However, the battle scene is just, plain boring. With all the CGI and the regiments of red and white battling each other, it's dull. Additionally, even the "close calls" by Mad Hatter and Alice don't seem very exciting.

So what we have is a beautifully constructed, acted and filmed story that has been enhanced by CGI and 3-D. It just doesn't keep you on the edge of your seat and at the end the story is rather disappointing.

Monday, March 22, 2010


By D.E.Levine

A New Directors/New Films 2010 Selection

Director: Mia Hansen-Love
Writer: Mia Hansen-Love (screenplay)
Cast: Louis-Do de Lencquesaing, Chiara Caselli, Alice de Lencquesaing, Alice Gautier, Manelle Driss, Eric Elmosnino, Sandrine Dumas, Dominique Frot, Antoine Mathieu, Igor Hansen Love, Elsa Pharaon, Olivia Ross, Jamshed Usmonov et al.
Producers: Oliver Damian, Philippe Martin and David Thion
Running Time: 112 Minutes
Country of Origin: France
Language: French with English subtitles
Genre: Drama, Tragedy

The winner of the Jury Prize in Un Certain Regard section at the 2009 Cannes Film Festival, this mesmerizing film holds audience attention until the very last minute.

The story was inspired by the life and death of film producer Humbert Balsan and initially centers around beleaguered film producer Gregoire Canvel.

Following Gregoire through Paris, landmarks and film sets as he negotiates solutions to a variety of problems on several projects, Gregoire seems unflappable.

Despite his demeanor however, Gregoire's company is on the verge of bankruptcy and the strain is taking a toll on his family life.

When a sudden tragedy strikes, the film shifts focus to Gregoire's wife Sylvia and their three daughters.

All of the performances are superb and riveting. Pascal Auffray's cinematography is like a travelogue of Paris as he follows Gregoire's non-stop pace and cell-phone prattle.

The cell phone becomes an object of contention while on a family vacation, as it frequently does in real life.

Director Mia Hansen-Love has deliberately understated some scenes, all the better to create a believable film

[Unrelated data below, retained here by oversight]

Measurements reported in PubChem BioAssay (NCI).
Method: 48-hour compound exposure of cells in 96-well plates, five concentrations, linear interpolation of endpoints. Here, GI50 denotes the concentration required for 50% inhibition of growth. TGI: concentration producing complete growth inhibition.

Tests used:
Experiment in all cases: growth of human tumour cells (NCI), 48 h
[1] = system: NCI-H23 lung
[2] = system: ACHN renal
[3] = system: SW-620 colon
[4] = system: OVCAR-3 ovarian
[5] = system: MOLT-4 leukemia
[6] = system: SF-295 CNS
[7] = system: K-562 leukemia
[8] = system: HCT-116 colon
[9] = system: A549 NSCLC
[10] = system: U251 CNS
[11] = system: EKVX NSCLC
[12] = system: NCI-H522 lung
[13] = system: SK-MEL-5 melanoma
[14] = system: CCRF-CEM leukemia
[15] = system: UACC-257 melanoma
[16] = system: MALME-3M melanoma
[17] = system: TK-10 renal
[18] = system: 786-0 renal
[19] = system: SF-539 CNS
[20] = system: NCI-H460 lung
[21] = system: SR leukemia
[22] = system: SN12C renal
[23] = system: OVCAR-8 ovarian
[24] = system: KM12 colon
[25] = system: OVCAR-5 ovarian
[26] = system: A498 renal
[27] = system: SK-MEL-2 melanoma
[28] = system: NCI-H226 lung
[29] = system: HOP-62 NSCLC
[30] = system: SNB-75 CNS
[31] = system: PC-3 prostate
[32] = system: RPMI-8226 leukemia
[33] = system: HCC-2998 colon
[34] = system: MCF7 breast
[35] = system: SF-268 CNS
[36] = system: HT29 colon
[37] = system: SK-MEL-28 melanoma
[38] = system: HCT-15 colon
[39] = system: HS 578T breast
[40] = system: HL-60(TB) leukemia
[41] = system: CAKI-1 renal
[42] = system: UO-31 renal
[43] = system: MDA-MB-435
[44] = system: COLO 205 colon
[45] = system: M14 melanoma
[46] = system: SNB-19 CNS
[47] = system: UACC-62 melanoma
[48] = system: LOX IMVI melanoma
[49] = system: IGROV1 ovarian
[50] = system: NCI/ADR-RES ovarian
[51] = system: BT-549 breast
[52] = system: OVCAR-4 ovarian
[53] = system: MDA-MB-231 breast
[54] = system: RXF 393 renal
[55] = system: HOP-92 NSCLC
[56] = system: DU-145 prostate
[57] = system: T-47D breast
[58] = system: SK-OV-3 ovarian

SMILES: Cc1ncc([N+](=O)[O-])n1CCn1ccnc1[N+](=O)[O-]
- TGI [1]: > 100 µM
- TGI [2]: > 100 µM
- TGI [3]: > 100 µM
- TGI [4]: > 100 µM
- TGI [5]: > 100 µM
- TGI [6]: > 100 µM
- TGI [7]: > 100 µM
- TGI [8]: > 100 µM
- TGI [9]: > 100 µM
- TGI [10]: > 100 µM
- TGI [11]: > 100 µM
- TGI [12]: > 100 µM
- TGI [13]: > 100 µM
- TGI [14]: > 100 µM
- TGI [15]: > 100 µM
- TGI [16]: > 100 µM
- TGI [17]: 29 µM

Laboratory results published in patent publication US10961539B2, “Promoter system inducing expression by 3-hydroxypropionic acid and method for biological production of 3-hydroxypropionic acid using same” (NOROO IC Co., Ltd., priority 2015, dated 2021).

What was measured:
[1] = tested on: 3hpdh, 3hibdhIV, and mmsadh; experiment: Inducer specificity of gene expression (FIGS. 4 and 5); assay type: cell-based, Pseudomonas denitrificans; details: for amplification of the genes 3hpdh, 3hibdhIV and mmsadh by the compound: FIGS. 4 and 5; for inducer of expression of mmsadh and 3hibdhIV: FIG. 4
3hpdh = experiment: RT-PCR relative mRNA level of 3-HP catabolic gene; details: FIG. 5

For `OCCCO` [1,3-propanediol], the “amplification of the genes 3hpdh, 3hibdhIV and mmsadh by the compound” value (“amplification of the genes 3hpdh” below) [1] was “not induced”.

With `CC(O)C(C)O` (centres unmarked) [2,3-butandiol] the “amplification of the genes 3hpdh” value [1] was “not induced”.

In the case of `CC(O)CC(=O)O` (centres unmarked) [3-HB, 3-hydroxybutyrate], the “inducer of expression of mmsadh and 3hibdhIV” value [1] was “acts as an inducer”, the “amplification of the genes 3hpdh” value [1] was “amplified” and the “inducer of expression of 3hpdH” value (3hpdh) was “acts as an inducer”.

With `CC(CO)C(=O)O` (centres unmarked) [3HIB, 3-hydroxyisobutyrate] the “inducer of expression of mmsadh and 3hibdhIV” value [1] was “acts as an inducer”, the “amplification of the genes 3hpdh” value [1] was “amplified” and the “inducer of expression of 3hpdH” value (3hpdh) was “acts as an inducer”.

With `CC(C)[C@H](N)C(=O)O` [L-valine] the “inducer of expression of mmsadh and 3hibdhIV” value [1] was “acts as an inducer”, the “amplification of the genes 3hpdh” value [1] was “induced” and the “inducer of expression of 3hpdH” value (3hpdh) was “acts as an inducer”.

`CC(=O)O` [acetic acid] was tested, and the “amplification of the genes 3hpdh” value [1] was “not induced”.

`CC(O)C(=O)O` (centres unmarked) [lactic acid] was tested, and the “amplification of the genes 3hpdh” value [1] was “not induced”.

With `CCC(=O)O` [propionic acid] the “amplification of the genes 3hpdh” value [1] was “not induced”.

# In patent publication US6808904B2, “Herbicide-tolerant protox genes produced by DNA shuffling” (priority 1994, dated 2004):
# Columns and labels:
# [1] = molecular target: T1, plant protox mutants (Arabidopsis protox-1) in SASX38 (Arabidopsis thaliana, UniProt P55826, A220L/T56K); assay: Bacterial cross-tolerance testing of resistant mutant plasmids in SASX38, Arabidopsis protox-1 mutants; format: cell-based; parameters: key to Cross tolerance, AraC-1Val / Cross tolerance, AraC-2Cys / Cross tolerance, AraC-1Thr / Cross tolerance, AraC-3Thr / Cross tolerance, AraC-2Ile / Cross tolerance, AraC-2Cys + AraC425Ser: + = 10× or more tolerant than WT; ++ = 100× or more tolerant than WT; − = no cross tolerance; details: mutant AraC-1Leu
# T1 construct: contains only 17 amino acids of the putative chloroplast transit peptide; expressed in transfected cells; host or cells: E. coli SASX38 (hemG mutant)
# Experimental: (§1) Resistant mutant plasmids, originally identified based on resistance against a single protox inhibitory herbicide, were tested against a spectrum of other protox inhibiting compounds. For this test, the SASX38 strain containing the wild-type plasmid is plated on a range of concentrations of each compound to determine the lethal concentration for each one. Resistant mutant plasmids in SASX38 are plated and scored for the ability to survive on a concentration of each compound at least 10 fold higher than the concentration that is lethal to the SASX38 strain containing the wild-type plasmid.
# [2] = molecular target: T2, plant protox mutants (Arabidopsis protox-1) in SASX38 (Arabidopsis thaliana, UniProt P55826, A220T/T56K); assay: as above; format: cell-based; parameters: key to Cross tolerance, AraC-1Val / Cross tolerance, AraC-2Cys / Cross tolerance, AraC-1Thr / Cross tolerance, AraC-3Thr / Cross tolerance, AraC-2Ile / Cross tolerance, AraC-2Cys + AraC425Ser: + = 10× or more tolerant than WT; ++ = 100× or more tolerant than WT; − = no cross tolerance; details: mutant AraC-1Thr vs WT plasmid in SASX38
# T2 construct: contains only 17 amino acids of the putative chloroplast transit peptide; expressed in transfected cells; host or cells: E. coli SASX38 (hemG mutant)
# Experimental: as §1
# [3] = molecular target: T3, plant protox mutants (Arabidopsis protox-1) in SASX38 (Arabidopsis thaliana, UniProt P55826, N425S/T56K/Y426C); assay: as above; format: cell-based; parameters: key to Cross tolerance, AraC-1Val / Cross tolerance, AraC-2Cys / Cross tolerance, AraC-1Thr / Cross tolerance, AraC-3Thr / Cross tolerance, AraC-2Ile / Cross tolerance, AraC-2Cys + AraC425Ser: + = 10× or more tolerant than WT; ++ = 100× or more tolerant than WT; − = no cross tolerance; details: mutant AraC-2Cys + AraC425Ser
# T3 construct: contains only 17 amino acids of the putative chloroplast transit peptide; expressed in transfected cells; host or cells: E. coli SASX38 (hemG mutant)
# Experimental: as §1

All the joys and sadness, the various characters and locations are totally believable and beautifully portrayed. The script, dialogue and actors are powerful and believable making this film one that should not be missed.

Sunday, March 21, 2010


By D.E.Levine

A New Directors/New Films 2010 Selection

Director: Luca Guadagnino
Writers: Luca Guadagnino, Barbara Alberti, Ivan Cotroneo and Walter Fasano
Cast: Tilda Swinton, Flavio Parenti, Edoardo Gabbirllini, Alba Rohrwacher, Pippo Delbono, Diane Flori, Maria Paiato, Marisa Berenson, Waris Ahluwalia and Gsabriele Ferzetti
Producers: Luca Guadagnino, Francesco Metzi d'Eril, Marco Moribito, Tilda Swinton, Alessandro Usai and Massimilano Violante
Executive Producer: Christopher Granier-Deferre (UK)
Associate Producers: Carlo Antonelli and Silvia Venturini Fendi
Line Producer: Viola Prestieri
Original Music: John Adams
Running Time: 119 Minutes
Country of Origin: Italy
Language: Italian with English subtitles
Genre: Romance, Drama, Tragedy

This is an ambitious and beautifully photographed film showing elaborate excesses in both scenery and lifestyles.

Tilda Swinton, looking younger and better than in most of her latest films. Here she plays Emma Rechhi, a Russian woman who married into the Recchi family, an Italian textile manufacturing clan.

The family lives and works in Milan, living a life of luxury and excess. Emma's three children are typical children of privilege and all are leaving home either for marriage or school. Only the oldest, Edoardo, the heir, appears passionate about the business. The others just like and do a good job of spending the money.

Emma is the perfect wife, entertaining lavishly and devoting herself to her children, husband and parents-in-law. She's also bored and as the children depart she becomes more bored.